College’s DEI Measures Clash with Professor’s Free Speech Rights

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College’s DEI Measures Clash with Professor’s Free Speech Rights

Jan 9, 2024

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A pending California federal court complaint asks the court to address the entanglement between employer DEI expectations and employee free speech rights. Professor, Dayman Johnson (“Johnson”), of Bakersfield Community College (the “College”) received a recommended injunction prohibiting the College from enforcing its DEI policies as applied to his work. The 44-page magistrate judge recommendation ruled that the College’s “Diversity, Equity and Inclusion Competencies and Criteria” violate Johnson’s First Amendment rights because they require Johnson, an avid and outspoken opponent of DEI to, among other things, improve his “DEI and anti-racism knowledge, skills and behavior” or face possible discipline.

On April 16, 2023, the Board of Governors of the California Community Colleges adopted new minimum qualifications for all administrators and faculty members. The new qualifications provide that “all district employees shall demonstrate the ability to work with and serve individuals within a diverse community college campus environment as required by local policies regarding DEIA (Diversity, Equity, Inclusion and Accessibility) competencies and criteria.” Boards of the district’s 116 community colleges were, thereafter, directed to adopt policies that require demonstrated, or progress toward proficiency in the locally developed DEIA competencies. Additionally, the College received a memorandum from the California Community Colleges Chancellor’s Office clarifying that during the evaluation and tenure review process, employees will be able to demonstrate they have met the DEI competencies using concrete examples based on the DEI criteria provided.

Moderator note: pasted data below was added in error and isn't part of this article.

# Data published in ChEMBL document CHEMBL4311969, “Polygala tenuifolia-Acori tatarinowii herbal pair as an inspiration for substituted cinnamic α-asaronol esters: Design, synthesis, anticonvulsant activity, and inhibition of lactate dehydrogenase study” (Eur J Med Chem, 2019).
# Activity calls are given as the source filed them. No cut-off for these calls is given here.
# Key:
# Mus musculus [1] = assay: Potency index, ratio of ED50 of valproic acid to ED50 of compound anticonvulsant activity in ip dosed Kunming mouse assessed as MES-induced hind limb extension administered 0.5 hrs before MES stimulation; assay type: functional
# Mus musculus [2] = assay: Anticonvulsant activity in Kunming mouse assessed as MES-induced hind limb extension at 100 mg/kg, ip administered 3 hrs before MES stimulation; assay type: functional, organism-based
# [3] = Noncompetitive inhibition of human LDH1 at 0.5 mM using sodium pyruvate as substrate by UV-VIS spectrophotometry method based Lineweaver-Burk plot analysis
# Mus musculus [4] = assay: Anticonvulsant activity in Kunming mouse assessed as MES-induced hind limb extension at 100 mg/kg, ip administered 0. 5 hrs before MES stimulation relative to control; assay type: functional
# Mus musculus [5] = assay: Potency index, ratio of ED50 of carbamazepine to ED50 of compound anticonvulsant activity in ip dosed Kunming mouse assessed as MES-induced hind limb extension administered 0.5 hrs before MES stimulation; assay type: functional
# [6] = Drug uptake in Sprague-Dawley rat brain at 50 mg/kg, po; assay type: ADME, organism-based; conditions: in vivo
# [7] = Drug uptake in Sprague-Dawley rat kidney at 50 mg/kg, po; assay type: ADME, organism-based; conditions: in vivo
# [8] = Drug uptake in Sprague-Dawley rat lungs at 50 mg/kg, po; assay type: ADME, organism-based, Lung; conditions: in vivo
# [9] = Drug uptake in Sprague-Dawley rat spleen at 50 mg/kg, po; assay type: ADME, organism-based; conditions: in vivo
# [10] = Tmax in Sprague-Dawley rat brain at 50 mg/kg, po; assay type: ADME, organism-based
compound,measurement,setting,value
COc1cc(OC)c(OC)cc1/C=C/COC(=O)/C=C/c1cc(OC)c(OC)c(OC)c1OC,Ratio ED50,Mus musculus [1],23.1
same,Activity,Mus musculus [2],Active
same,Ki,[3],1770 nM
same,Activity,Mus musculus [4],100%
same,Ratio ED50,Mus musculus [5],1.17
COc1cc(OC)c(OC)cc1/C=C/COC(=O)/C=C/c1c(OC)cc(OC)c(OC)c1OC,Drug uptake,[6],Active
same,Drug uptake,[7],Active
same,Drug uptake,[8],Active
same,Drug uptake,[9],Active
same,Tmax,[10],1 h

Johnson, a 20-year professor of history at the College, and founder of the college organization, Renegade Institute for Liberty (“RIFL”), openly acknowledges that he rejects DEIA as an official political ideology and that much of his teaching is critical of DEI. Johnson’s lawsuit, and request for an injunction, alleges that the College’s DEI policies violate his First Amendment rights to free speech by engaging in viewpoint discrimination and compelled speech.

In recommending that Johnson’s request for an injunction be granted, the magistrate judge acknowledged the College’s right to encourage employees to embrace the concepts of DEIA. However, the magistrate judge found that the College’s regulation “is contrary to the First Amendment’s guarantee of freedom of speech in the academic arena.” The magistrate judge’s recommendation for an injunction further states that Johnson alleged sufficient facts establishing his intent to engage in speech and conduct inconsistent with the College’s DEIA policy and the likelihood that he will face discipline for doing so. Accordingly, Johnson established the necessary elements for an injunction: a likelihood of success and an “injury in fact.”

Additionally, the magistrate judge addressed the First Amendment’s “special significance” in the university setting stating, “professors at public universities retain First Amendment protections at least when engaged in core academic functions such as teaching and scholarship.” Therefore, Johnson’s decision on what to teach in the classroom and his criticism of “DEI ideology” qualifies as First Amendment protected teaching and academic writing. The College’s interest in imposing the state’s DEIA regulations and the DEI Competencies and Criteria, do not, according to the magistrate judge, outweigh Plaintiff’s First Amendment rights.

The magistrate judge’s recommendation is being reviewed by the district court judge who will decide whether to accept, reject or modify the recommendation. We will continue to monitor this recommended decision as it addresses significant matters involving employee free speech and workplace DEI policies and regulations.